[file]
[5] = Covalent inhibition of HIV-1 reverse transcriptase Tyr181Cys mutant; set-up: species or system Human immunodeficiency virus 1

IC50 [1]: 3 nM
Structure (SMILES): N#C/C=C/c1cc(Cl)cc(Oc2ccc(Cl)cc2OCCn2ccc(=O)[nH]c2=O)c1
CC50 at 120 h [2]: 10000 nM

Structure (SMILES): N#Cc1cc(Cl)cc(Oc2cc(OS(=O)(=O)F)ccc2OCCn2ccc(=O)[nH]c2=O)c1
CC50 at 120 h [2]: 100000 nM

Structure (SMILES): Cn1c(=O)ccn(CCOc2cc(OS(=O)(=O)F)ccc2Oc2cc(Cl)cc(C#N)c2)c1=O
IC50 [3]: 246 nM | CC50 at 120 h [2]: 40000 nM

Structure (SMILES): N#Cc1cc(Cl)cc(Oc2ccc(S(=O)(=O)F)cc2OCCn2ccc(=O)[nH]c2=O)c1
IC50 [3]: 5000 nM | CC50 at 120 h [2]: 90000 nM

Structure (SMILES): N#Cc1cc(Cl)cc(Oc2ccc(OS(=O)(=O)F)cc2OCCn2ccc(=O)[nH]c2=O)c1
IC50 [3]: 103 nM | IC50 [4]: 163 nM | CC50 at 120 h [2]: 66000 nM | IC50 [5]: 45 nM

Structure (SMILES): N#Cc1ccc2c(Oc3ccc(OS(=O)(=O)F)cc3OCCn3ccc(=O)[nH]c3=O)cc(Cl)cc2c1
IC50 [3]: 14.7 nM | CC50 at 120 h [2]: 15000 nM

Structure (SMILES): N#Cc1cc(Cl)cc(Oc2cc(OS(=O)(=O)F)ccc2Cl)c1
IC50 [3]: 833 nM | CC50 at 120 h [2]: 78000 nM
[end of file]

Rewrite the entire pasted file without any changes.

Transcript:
[5] = Covalent inhibition of HIV-1 reverse transcriptase Tyr181Cys mutant; set-up: species or system Human immunodeficiency virus 1

IC50 [1]: 3 nM
Structure (SMILES): N#C/C=C/c1cc(Cl)cc(Oc2ccc(Cl)cc2OCCn2ccc(=O)[nH]c2=O)c1
CC50 at 120 h [2]: 10000 nM

Structure (SMILES): N#Cc1cc(Cl)cc(Oc2cc(OS(=O)(=O)F)ccc2OCCn2ccc(=O)[nH]c2=O)c1
CC50 at 120 h [2]: 100000 nM

Structure (SMILES): Cn1c(=O)ccn(CCOc2cc(OS(=O)(=O)F)ccc2Oc2cc(Cl)cc(C#N)c2)c1=O
IC50 [3]: 246 nM | CC50 at 120 h [2]: 40000 nM

Structure (SMILES): N#Cc1cc(Cl)cc(Oc2ccc(S(=O)(=O)F)cc2OCCn2ccc(=O)[nH]c2=O)c1
IC50 [3]: 5000 nM | CC50 at 120 h [2]: 90000 nM

Structure (SMILES): N#Cc1cc(Cl)cc(Oc2ccc(OS(=O)(=O)F)cc2OCCn2ccc(=O)[nH]c2=O)c1
IC50 [3]: 103 nM | IC50 [4]: 163 nM | CC50 at 120 h [2]: 66000 nM | IC50 [5]: 45 nM

Structure (SMILES): N#Cc1ccc2c(Oc3ccc(OS(=O)(=O)F)cc3OCCn3ccc(=O)[nH]c3=O)cc(Cl)cc2c1
IC50 [3]: 14.7 nM | CC50 at 120 h [2]: 15000 nM

Structure (SMILES): N#Cc1cc(Cl)cc(Oc2cc(OS(=O)(=O)F)ccc2Cl)c1
IC50 [3]: 833 nM | CC50 at 120 h [2]: 78000 nM